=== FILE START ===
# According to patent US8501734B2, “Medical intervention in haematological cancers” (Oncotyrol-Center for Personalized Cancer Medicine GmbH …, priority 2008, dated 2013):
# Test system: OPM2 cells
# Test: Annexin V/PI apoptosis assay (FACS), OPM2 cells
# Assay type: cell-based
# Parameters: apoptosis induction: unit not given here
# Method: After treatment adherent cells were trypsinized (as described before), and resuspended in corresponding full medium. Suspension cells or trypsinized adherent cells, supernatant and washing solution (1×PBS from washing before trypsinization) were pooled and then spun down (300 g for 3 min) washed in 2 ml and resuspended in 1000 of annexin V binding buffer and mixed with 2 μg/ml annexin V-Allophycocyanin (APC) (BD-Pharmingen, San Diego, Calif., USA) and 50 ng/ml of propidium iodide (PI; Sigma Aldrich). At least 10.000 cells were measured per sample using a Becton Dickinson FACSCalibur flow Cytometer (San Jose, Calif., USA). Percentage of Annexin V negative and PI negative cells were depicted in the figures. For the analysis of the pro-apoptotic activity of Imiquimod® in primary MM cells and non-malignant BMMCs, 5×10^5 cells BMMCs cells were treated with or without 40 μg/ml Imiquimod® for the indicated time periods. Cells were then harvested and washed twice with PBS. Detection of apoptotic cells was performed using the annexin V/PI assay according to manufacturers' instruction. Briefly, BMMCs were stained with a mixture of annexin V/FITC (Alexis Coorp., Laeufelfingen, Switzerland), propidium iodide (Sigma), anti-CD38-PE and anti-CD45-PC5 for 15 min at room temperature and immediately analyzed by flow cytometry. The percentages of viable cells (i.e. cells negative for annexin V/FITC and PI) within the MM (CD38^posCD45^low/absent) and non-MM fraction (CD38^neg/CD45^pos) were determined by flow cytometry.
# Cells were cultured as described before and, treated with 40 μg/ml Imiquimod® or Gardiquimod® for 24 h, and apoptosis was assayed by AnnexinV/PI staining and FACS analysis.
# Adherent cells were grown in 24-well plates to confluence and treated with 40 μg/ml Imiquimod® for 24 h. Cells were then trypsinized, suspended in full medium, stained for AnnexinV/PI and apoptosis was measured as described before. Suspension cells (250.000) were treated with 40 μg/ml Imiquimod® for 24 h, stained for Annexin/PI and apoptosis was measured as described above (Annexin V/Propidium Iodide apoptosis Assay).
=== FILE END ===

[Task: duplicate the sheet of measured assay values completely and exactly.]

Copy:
# According to patent US8501734B2, “Medical intervention in haematological cancers” (Oncotyrol-Center for Personalized Cancer Medicine GmbH …, priority 2008, dated 2013):
# Test system: OPM2 cells
# Test: Annexin V/PI apoptosis assay (FACS), OPM2 cells
# Assay type: cell-based
# Parameters: apoptosis induction: unit not given here
# Method: After treatment adherent cells were trypsinized (as described before), and resuspended in corresponding full medium. Suspension cells or trypsinized adherent cells, supernatant and washing solution (1×PBS from washing before trypsinization) were pooled and then spun down (300 g for 3 min) washed in 2 ml and resuspended in 1000 of annexin V binding buffer and mixed with 2 μg/ml annexin V-Allophycocyanin (APC) (BD-Pharmingen, San Diego, Calif., USA) and 50 ng/ml of propidium iodide (PI; Sigma Aldrich). At least 10.000 cells were measured per sample using a Becton Dickinson FACSCalibur flow Cytometer (San Jose, Calif., USA). Percentage of Annexin V negative and PI negative cells were depicted in the figures. For the analysis of the pro-apoptotic activity of Imiquimod® in primary MM cells and non-malignant BMMCs, 5×10^5 cells BMMCs cells were treated with or without 40 μg/ml Imiquimod® for the indicated time periods. Cells were then harvested and washed twice with PBS. Detection of apoptotic cells was performed using the annexin V/PI assay according to manufacturers' instruction. Briefly, BMMCs were stained with a mixture of annexin V/FITC (Alexis Coorp., Laeufelfingen, Switzerland), propidium iodide (Sigma), anti-CD38-PE and anti-CD45-PC5 for 15 min at room temperature and immediately analyzed by flow cytometry. The percentages of viable cells (i.e. cells negative for annexin V/FITC and PI) within the MM (CD38^posCD45^low/absent) and non-MM fraction (CD38^neg/CD45^pos) were determined by flow cytometry.
# Cells were cultured as described before and, treated with 40 μg/ml Imiquimod® or Gardiquimod® for 24 h, and apoptosis was assayed by AnnexinV/PI staining and FACS analysis.
# Adherent cells were grown in 24-well plates to confluence and treated with 40 μg/ml Imiquimod® for 24 h. Cells were then trypsinized, suspended in full medium, stained for AnnexinV/PI and apoptosis was measured as described before. Suspension cells (250.000) were treated with 40 μg/ml Imiquimod® for 24 h, stained for Annexin/PI and apoptosis was measured as described above (Annexin V/Propidium Iodide apoptosis Assay).